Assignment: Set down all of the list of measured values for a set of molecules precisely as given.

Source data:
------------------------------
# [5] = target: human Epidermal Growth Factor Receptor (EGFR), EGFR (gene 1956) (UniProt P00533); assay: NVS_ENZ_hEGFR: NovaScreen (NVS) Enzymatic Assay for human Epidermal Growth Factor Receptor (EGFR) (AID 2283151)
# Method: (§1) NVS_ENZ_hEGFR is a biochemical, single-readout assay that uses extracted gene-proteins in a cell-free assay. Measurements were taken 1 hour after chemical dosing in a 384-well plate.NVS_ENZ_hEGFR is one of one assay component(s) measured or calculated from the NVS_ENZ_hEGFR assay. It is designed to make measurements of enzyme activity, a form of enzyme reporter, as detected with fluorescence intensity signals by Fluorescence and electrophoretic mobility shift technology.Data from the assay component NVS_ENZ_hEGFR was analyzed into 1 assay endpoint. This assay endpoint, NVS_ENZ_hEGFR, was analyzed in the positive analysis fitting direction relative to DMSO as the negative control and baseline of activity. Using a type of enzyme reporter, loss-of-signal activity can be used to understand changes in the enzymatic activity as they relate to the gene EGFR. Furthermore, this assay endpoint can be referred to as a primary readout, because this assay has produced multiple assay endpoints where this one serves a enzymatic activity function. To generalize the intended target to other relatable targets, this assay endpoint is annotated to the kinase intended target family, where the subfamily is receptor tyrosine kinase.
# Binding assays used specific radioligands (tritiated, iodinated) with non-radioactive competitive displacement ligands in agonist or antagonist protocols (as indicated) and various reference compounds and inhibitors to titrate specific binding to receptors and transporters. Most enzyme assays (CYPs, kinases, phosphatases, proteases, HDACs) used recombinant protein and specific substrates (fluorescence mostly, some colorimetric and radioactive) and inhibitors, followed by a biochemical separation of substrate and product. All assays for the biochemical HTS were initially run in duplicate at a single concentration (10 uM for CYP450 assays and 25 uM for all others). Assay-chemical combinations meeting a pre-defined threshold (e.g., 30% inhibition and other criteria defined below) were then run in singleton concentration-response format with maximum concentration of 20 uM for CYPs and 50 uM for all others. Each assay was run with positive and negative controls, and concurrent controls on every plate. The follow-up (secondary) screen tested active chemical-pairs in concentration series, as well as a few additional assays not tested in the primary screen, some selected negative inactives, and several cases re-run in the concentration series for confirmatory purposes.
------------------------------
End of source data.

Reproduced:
# [5] = target: human Epidermal Growth Factor Receptor (EGFR), EGFR (gene 1956) (UniProt P00533); assay: NVS_ENZ_hEGFR: NovaScreen (NVS) Enzymatic Assay for human Epidermal Growth Factor Receptor (EGFR) (AID 2283151)
# Method: (§1) NVS_ENZ_hEGFR is a biochemical, single-readout assay that uses extracted gene-proteins in a cell-free assay. Measurements were taken 1 hour after chemical dosing in a 384-well plate.NVS_ENZ_hEGFR is one of one assay component(s) measured or calculated from the NVS_ENZ_hEGFR assay. It is designed to make measurements of enzyme activity, a form of enzyme reporter, as detected with fluorescence intensity signals by Fluorescence and electrophoretic mobility shift technology.Data from the assay component NVS_ENZ_hEGFR was analyzed into 1 assay endpoint. This assay endpoint, NVS_ENZ_hEGFR, was analyzed in the positive analysis fitting direction relative to DMSO as the negative control and baseline of activity. Using a type of enzyme reporter, loss-of-signal activity can be used to understand changes in the enzymatic activity as they relate to the gene EGFR. Furthermore, this assay endpoint can be referred to as a primary readout, because this assay has produced multiple assay endpoints where this one serves a enzymatic activity function. To generalize the intended target to other relatable targets, this assay endpoint is annotated to the kinase intended target family, where the subfamily is receptor tyrosine kinase.
# Binding assays used specific radioligands (tritiated, iodinated) with non-radioactive competitive displacement ligands in agonist or antagonist protocols (as indicated) and various reference compounds and inhibitors to titrate specific binding to receptors and transporters. Most enzyme assays (CYPs, kinases, phosphatases, proteases, HDACs) used recombinant protein and specific substrates (fluorescence mostly, some colorimetric and radioactive) and inhibitors, followed by a biochemical separation of substrate and product. All assays for the biochemical HTS were initially run in duplicate at a single concentration (10 uM for CYP450 assays and 25 uM for all others). Assay-chemical combinations meeting a pre-defined threshold (e.g., 30% inhibition and other criteria defined below) were then run in singleton concentration-response format with maximum concentration of 20 uM for CYPs and 50 uM for all others. Each assay was run with positive and negative controls, and concurrent controls on every plate. The follow-up (secondary) screen tested active chemical-pairs in concentration series, as well as a few additional assays not tested in the primary screen, some selected negative inactives, and several cases re-run in the concentration series for confirmatory purposes.